able acquaintance added addressed agreeable already answered appearance arrival Arthur Aston attention beauty began believe brother called carriage cause CHAPTER character Clara continued conversation course dear dinner direction doubt effect expression eyes fact fear feelings felt Ferguson give hand happened happiness hear heard heart hope hour interest Italian Italy Jones kind knew Lady Cecil Lady Jane laugh least leave letter London look Lord Lucy manner matter means meet mentioned mind Miss morning mother nature never night object once opinion particular party passed perhaps person poor possible present rest seated seemed seen short side sister society soon speak spirits stay suppose sure talk tell thing Thompson thought tion tone turned usual whole William William Ferguson wish young
Seite 149 - element,' but the word is over-worn. \Exit. Vio. This fellow is wise enough to play the fool ; And to do that well craves a kind of wit : He must observe their mood on whom he jests, The quality of persons, and the time, And, like the haggard, check at every feather That comes before his eye. This is a practice As full of labour as a wise man's art : . , , For folly that he wisely shows is fit ; But wise men, folly-fall'n, quite taint their wit.
Seite 128 - All school-days' friendship, childhood innocence ? We, Hermia, like two artificial gods, Have with our needles created both one flower, Both on one sampler, sitting on one cushion, Both warbling of one song, both in one key ; As if our hands, our sides...
Seite 215 - O, that a man might know The end of this day's business, ere it come ! But it sufficeth, that the day will end, And then the end is known.
Seite 277 - Not for the world: why, man, she is mine own; And I as rich in having such a jewel As twenty seas, if all their sand were pearl, The water nectar, and the rocks pure gold.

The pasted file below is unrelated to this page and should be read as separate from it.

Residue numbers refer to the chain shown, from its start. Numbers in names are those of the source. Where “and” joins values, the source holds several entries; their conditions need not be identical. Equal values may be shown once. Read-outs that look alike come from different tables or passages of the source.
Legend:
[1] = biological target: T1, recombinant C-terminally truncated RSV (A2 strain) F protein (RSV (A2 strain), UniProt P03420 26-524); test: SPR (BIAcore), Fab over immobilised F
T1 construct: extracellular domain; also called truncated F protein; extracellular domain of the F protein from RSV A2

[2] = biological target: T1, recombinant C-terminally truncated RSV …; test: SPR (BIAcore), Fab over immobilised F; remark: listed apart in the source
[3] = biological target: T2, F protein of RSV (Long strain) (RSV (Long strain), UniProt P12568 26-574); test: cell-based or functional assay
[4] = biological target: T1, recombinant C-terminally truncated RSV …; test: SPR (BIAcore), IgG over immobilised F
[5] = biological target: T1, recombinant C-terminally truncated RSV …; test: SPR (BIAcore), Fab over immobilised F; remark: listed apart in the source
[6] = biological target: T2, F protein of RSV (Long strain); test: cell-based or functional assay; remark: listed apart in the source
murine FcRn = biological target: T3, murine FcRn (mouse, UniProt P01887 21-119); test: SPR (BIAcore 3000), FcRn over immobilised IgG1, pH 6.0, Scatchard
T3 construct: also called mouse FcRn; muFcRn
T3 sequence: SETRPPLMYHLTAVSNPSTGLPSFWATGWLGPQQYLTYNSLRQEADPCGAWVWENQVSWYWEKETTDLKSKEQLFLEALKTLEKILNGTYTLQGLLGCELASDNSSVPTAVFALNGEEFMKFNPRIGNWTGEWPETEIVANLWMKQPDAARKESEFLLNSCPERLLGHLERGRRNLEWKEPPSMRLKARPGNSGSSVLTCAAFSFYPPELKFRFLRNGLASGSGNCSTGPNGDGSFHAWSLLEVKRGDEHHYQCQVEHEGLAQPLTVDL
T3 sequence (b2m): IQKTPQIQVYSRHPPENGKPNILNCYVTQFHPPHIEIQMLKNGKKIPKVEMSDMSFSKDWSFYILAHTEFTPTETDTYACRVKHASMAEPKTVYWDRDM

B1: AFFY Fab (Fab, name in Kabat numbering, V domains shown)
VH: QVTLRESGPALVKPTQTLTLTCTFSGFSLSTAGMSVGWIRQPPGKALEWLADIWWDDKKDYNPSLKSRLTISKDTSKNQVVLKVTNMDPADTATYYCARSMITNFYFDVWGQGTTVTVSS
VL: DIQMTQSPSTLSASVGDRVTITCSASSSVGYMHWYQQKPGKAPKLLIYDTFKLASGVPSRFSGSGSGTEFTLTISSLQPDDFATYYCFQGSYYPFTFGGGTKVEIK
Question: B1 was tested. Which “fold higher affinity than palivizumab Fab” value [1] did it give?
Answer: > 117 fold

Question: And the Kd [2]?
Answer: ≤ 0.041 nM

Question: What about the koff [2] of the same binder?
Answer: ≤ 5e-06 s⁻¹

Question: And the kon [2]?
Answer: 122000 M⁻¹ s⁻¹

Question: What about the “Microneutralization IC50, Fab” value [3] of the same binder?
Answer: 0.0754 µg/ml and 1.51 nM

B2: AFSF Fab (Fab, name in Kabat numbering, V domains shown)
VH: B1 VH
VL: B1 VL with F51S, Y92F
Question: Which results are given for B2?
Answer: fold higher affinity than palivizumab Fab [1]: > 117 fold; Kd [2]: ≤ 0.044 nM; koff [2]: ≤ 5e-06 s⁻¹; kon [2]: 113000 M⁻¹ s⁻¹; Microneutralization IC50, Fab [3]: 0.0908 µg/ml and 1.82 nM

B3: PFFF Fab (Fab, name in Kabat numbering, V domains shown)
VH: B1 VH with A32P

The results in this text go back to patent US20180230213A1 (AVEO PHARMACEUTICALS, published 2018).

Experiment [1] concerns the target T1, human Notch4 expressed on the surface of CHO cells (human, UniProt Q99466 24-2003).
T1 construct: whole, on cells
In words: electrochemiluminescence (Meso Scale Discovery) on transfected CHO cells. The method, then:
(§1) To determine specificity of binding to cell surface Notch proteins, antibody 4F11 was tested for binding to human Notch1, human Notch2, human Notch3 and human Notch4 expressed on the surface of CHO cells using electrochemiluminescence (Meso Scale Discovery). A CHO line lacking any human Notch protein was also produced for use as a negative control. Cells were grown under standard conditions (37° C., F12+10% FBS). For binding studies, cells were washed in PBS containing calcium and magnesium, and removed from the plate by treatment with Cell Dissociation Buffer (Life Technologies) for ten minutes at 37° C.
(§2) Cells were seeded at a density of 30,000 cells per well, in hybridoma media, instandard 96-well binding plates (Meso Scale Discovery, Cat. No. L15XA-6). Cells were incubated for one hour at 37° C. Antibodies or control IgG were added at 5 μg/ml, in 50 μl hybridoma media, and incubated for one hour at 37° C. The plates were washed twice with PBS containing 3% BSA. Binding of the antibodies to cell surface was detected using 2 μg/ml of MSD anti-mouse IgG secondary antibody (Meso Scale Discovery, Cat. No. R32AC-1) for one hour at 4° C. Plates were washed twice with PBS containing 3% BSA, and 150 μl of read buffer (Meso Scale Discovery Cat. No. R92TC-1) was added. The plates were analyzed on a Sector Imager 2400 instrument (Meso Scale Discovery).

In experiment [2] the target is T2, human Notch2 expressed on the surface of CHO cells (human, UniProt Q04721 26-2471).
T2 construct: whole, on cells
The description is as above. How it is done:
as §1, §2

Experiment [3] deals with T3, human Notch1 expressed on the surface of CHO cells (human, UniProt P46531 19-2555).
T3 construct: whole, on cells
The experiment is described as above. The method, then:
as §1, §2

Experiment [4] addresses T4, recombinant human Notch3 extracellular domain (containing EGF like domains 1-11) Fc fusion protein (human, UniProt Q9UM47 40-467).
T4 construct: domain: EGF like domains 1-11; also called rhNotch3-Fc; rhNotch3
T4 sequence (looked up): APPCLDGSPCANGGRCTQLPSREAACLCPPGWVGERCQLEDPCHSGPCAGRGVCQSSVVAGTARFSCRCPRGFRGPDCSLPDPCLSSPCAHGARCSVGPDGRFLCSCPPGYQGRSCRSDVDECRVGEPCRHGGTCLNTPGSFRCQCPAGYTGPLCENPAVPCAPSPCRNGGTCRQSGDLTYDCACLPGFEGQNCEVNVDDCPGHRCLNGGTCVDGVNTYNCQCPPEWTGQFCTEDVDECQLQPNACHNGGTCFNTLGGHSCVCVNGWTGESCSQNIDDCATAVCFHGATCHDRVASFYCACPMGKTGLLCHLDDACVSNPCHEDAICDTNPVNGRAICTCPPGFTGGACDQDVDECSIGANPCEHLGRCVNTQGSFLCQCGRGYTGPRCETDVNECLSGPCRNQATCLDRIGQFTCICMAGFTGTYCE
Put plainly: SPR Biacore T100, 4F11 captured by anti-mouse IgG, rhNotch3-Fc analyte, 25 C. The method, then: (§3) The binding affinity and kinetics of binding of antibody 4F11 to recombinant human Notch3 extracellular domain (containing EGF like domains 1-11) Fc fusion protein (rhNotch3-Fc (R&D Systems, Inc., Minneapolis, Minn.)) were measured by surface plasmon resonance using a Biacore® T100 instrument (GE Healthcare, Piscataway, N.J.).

Seite 221 - Heaven doth with us as we with torches do ; Not light them for themselves : for if our virtues Did not go forth of us, 'twere all alike As if we had them not...
Seite 173 - Bursts thro' the cypress-walk, the convent-cell, Oft will her warm and wayward heart revive, To love and joy still tremblingly alive ; The Whispered vow, the chaste caress prolong, Weave the light dance and swell the choral song ; With rapt ear drink the enchanting serenade, And, as it melts along the moonlight-glade, To each soft note return as soft a sigh, And bless the youth that bids her slumbers fly.
Seite 212 - For I have neither wit, nor words, nor worth, Action, nor utterance, nor the power of speech, To stir men's blood: I only speak right on; I tell you that which you yourselves do know...
Seite 6 - Press on — though but a rill entering the sea, Entering and lost ! Our task would never end. Day glimmered and I went, a gentle breeze Ruffling the LEMAN Lake. Wave after wave, If such they might be called, dashed as in sport, Not anger, with the pebbles on the beach Making wild music, and far westward caught The sun-beam — where, alone and as entranced, Counting the hours, the fisher in his skiff Lay with his circular and dotted line On the bright waters.
Seite 194 - The uncouth gibberish with which all this was uttered, like the darkness of an oracle, made us the more attentive to it. To be short, the knight left the money with her that he had crossed her hand with, and got up again on his horse.